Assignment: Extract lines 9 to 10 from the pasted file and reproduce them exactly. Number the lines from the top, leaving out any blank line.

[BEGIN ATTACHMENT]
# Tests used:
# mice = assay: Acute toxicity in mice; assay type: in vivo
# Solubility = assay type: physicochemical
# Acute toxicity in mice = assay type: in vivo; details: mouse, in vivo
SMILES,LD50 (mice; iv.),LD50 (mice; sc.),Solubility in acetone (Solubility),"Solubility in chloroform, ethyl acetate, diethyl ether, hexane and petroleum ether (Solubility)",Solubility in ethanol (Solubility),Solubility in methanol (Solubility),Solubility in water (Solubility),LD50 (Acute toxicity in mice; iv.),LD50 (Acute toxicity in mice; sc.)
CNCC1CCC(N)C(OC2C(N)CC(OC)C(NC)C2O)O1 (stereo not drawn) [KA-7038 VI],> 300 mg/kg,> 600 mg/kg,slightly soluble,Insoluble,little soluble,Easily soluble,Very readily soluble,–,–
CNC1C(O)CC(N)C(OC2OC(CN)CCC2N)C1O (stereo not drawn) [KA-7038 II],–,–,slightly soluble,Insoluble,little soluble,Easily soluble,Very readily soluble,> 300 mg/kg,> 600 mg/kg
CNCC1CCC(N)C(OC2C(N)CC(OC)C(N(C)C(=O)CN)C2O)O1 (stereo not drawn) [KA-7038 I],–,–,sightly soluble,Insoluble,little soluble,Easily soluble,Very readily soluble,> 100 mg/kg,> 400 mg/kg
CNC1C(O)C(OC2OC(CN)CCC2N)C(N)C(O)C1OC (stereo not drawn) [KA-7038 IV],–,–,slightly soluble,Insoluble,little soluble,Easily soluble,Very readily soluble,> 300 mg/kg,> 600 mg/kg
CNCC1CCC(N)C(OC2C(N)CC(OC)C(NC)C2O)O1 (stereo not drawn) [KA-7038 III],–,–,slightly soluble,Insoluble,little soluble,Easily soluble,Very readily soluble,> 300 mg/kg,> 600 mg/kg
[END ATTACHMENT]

CNC1C(O)C(OC2OC(CN)CCC2N)C(N)C(O)C1OC (stereo not drawn) [KA-7038 IV],–,–,slightly soluble,Insoluble,little soluble,Easily soluble,Very readily soluble,> 300 mg/kg,> 600 mg/kg
CNCC1CCC(N)C(OC2C(N)CC(OC)C(NC)C2O)O1 (stereo not drawn) [KA-7038 III],–,–,slightly soluble,Insoluble,little soluble,Easily soluble,Very readily soluble,> 300 mg/kg,> 600 mg/kg